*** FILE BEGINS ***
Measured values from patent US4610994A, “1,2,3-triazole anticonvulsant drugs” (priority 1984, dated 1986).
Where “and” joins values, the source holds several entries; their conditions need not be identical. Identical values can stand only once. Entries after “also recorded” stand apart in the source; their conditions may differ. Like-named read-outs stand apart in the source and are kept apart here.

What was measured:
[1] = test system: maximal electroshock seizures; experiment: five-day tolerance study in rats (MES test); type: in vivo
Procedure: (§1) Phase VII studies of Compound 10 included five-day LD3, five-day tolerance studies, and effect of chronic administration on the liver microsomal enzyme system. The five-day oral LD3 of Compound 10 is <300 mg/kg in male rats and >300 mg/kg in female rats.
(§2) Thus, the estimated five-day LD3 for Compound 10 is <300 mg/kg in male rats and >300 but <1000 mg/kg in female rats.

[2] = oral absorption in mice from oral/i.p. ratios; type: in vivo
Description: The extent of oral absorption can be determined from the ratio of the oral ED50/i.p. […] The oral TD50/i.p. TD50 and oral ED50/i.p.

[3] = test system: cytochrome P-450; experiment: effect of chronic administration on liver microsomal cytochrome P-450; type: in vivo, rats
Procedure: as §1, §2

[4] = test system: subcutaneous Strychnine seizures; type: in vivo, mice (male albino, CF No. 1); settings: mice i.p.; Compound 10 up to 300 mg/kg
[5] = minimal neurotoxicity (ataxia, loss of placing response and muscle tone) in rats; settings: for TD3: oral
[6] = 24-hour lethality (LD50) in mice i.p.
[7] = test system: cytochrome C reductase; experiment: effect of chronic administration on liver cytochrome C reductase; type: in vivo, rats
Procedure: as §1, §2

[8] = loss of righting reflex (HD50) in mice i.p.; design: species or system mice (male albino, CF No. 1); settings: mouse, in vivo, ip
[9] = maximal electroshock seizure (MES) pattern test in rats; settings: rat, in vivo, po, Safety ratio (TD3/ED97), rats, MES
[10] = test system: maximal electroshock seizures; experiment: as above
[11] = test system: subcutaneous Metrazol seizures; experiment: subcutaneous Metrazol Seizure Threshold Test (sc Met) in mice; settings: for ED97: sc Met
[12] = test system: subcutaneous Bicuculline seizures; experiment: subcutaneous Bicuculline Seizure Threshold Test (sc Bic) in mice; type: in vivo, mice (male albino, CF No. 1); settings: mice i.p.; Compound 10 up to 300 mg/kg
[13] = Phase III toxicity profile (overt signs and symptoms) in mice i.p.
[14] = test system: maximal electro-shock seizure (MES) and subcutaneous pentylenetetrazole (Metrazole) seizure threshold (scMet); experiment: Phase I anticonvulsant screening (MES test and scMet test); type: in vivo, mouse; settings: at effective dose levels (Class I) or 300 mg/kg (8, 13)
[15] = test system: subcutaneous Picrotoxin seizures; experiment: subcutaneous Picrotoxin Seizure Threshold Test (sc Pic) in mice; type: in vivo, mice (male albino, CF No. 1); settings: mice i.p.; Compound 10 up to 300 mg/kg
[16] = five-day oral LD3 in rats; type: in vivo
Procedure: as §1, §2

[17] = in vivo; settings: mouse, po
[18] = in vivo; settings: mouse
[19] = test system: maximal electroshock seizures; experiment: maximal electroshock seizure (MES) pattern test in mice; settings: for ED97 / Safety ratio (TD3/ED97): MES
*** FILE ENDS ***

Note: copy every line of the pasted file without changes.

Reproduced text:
Measured values from patent US4610994A, “1,2,3-triazole anticonvulsant drugs” (priority 1984, dated 1986).
Where “and” joins values, the source holds several entries; their conditions need not be identical. Identical values can stand only once. Entries after “also recorded” stand apart in the source; their conditions may differ. Like-named read-outs stand apart in the source and are kept apart here.

What was measured:
[1] = test system: maximal electroshock seizures; experiment: five-day tolerance study in rats (MES test); type: in vivo
Procedure: (§1) Phase VII studies of Compound 10 included five-day LD3, five-day tolerance studies, and effect of chronic administration on the liver microsomal enzyme system. The five-day oral LD3 of Compound 10 is <300 mg/kg in male rats and >300 mg/kg in female rats.
(§2) Thus, the estimated five-day LD3 for Compound 10 is <300 mg/kg in male rats and >300 but <1000 mg/kg in female rats.

[2] = oral absorption in mice from oral/i.p. ratios; type: in vivo
Description: The extent of oral absorption can be determined from the ratio of the oral ED50/i.p. […] The oral TD50/i.p. TD50 and oral ED50/i.p.

[3] = test system: cytochrome P-450; experiment: effect of chronic administration on liver microsomal cytochrome P-450; type: in vivo, rats
Procedure: as §1, §2

[4] = test system: subcutaneous Strychnine seizures; type: in vivo, mice (male albino, CF No. 1); settings: mice i.p.; Compound 10 up to 300 mg/kg
[5] = minimal neurotoxicity (ataxia, loss of placing response and muscle tone) in rats; settings: for TD3: oral
[6] = 24-hour lethality (LD50) in mice i.p.
[7] = test system: cytochrome C reductase; experiment: effect of chronic administration on liver cytochrome C reductase; type: in vivo, rats
Procedure: as §1, §2

[8] = loss of righting reflex (HD50) in mice i.p.; design: species or system mice (male albino, CF No. 1); settings: mouse, in vivo, ip
[9] = maximal electroshock seizure (MES) pattern test in rats; settings: rat, in vivo, po, Safety ratio (TD3/ED97), rats, MES
[10] = test system: maximal electroshock seizures; experiment: as above
[11] = test system: subcutaneous Metrazol seizures; experiment: subcutaneous Metrazol Seizure Threshold Test (sc Met) in mice; settings: for ED97: sc Met
[12] = test system: subcutaneous Bicuculline seizures; experiment: subcutaneous Bicuculline Seizure Threshold Test (sc Bic) in mice; type: in vivo, mice (male albino, CF No. 1); settings: mice i.p.; Compound 10 up to 300 mg/kg
[13] = Phase III toxicity profile (overt signs and symptoms) in mice i.p.
[14] = test system: maximal electro-shock seizure (MES) and subcutaneous pentylenetetrazole (Metrazole) seizure threshold (scMet); experiment: Phase I anticonvulsant screening (MES test and scMet test); type: in vivo, mouse; settings: at effective dose levels (Class I) or 300 mg/kg (8, 13)
[15] = test system: subcutaneous Picrotoxin seizures; experiment: subcutaneous Picrotoxin Seizure Threshold Test (sc Pic) in mice; type: in vivo, mice (male albino, CF No. 1); settings: mice i.p.; Compound 10 up to 300 mg/kg
[16] = five-day oral LD3 in rats; type: in vivo
Procedure: as §1, §2

[17] = in vivo; settings: mouse, po
[18] = in vivo; settings: mouse
[19] = test system: maximal electroshock seizures; experiment: maximal electroshock seizure (MES) pattern test in mice; settings: for ED97 / Safety ratio (TD3/ED97): MES